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  • Assessment of the Prevalence and Trajectory of Depressive Symptoms by Sexual Orientation During Physician Training

    Abstract Full Text
    open access
    JAMA Health Forum. 2022; 3(4):e220812. doi: 10.1001/jamahealthforum.2022.0812

    This cohort study uses survey data to assess the prevalence and development of depressive symptoms among sexual minority and heterosexual physicians during residency training.

  • Program Access, Depressive Symptoms, and Medical Errors Among Resident Physicians With Disability

    Abstract Full Text
    open access
    JAMA Netw Open. 2021; 4(12):e2141511. doi: 10.1001/jamanetworkopen.2021.41511

    This cohort study uses data from a survey of US medical interns to assess the prevalence of self-reported disability and program accommodations and the association between accommodations, depressive symptoms, and self-reported medical errors among resident physicians.

  • Experiences of Work-Family Conflict and Mental Health Symptoms by Gender Among Physician Parents During the COVID-19 Pandemic

    Abstract Full Text
    open access is active quiz
    JAMA Netw Open. 2021; 4(11):e2134315. doi: 10.1001/jamanetworkopen.2021.34315

    This cohort study evaluates the association of the COVID-19 pandemic with gender differences in work-family factors and mental health among physician parents.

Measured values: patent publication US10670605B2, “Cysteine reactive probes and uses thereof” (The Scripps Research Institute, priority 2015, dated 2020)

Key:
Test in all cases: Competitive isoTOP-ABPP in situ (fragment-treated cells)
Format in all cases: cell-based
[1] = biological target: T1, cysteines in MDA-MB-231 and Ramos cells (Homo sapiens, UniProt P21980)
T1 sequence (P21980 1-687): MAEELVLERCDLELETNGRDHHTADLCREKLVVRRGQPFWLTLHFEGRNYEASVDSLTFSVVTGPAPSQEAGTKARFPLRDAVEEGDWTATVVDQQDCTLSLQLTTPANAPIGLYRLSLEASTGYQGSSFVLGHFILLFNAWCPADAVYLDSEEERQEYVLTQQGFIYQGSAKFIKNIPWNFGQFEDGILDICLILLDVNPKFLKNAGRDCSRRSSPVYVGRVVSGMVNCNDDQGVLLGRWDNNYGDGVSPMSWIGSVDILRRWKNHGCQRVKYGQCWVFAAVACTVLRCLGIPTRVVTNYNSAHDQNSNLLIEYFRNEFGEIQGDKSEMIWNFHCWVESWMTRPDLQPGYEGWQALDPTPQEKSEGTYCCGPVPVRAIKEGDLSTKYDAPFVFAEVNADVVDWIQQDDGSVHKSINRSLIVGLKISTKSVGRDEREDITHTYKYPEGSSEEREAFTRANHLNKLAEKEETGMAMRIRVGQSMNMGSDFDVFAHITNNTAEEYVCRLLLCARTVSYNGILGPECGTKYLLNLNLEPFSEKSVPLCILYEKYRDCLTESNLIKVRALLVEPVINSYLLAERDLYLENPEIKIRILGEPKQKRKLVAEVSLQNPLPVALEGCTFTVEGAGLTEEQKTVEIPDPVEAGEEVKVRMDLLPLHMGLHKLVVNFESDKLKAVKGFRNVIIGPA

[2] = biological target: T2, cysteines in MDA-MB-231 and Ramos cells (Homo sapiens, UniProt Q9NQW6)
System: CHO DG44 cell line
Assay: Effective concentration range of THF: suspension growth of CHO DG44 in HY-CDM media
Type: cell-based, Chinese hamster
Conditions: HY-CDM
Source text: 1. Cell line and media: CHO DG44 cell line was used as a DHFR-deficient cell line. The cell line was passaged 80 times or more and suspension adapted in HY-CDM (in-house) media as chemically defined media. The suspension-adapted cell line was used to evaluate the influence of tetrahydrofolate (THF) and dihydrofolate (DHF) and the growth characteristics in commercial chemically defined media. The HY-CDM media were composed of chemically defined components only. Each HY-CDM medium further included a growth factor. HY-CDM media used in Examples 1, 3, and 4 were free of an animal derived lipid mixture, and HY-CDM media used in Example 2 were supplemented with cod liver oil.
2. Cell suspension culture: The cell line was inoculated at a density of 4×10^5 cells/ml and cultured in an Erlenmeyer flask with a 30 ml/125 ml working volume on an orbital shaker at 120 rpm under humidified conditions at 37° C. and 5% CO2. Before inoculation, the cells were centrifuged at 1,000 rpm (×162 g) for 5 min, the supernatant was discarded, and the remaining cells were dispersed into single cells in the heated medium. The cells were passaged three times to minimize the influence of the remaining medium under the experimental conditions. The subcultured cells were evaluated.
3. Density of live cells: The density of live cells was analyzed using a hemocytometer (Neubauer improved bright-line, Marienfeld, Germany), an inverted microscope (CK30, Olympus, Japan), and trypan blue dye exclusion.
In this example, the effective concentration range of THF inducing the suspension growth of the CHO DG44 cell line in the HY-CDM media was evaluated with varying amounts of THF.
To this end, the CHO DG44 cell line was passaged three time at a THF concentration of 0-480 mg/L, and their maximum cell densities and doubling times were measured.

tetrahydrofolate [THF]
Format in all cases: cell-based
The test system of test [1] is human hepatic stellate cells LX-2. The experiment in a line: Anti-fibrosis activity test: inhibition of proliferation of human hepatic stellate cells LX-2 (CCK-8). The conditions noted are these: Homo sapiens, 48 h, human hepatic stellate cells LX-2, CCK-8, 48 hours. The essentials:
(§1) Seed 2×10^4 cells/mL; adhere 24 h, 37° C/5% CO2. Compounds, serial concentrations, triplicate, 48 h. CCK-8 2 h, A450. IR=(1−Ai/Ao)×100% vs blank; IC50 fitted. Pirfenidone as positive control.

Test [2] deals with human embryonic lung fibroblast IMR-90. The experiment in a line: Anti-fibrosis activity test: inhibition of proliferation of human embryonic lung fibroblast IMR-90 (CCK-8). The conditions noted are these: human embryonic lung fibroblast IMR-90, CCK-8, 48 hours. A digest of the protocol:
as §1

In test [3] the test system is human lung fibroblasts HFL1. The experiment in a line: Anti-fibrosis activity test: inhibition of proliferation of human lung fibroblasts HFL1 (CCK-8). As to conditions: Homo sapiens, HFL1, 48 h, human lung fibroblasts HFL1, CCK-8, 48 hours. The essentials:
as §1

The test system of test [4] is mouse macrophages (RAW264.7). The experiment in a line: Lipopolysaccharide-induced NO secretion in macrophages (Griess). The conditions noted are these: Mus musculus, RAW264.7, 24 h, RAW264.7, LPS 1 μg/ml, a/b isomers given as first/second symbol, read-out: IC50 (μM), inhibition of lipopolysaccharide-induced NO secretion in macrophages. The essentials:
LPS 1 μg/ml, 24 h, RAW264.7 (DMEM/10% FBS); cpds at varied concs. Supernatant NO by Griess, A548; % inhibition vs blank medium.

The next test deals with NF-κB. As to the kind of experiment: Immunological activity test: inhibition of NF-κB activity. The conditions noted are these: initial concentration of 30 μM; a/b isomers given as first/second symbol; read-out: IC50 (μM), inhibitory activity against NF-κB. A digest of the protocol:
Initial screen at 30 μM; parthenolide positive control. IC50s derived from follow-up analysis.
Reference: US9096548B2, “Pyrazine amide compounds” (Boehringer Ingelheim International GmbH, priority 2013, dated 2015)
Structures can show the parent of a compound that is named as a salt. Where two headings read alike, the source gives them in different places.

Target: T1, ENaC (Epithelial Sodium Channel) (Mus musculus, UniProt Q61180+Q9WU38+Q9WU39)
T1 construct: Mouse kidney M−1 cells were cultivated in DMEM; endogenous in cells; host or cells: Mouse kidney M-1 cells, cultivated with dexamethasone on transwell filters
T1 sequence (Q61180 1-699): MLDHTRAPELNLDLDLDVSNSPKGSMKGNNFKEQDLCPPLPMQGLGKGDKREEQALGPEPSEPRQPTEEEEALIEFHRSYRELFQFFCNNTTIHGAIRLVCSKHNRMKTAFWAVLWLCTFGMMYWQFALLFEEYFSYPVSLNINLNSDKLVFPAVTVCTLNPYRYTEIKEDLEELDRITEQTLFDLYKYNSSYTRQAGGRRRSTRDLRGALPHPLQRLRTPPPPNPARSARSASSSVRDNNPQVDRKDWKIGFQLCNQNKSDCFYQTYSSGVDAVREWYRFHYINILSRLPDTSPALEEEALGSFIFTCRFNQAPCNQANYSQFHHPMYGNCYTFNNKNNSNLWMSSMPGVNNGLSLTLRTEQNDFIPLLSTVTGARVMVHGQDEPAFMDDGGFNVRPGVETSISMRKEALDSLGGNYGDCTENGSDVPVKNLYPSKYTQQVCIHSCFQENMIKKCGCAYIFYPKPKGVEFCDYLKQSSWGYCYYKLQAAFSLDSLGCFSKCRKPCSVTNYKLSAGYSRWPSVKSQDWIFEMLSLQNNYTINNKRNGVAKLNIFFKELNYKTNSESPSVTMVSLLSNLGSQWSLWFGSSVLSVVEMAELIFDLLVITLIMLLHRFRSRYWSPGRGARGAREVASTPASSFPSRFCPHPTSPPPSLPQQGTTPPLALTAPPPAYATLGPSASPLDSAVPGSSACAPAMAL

• Mental Health of Young Physicians in China During the Novel Coronavirus Disease 2019 Outbreak

    Abstract Full Text
    open access is active quiz
    JAMA Netw Open. 2020; 3(6):e2010705. doi: 10.1001/jamanetworkopen.2020.10705

    This cohort study assesses anxiety, depression, mood, and fear of workplace violence in a cohort of young physicians in China before and during the coronavirus disease 2019 outbreak.

  • Gender Disparities in Work and Parental Status Among Early Career Physicians

    Abstract Full Text
    open access
    JAMA Netw Open. 2019; 2(8):e198340. doi: 10.1001/jamanetworkopen.2019.8340

    This survey study examines how gender disparities are associated with attrition from the workforce and how family considerations are associated with decisions about how much to work.

  • Work-Family Conflict and the Sex Difference in Depression Among Training Physicians

    Abstract Full Text
    free access
    JAMA Intern Med. 2017; 177(12):1766-1772. doi: 10.1001/jamainternmed.2017.5138

    This prospective longitudinal study examines the increase in depressive symptoms during physicians’ internship year, its potentially disproportionate effect on women, and work-family conflict as a risk factor.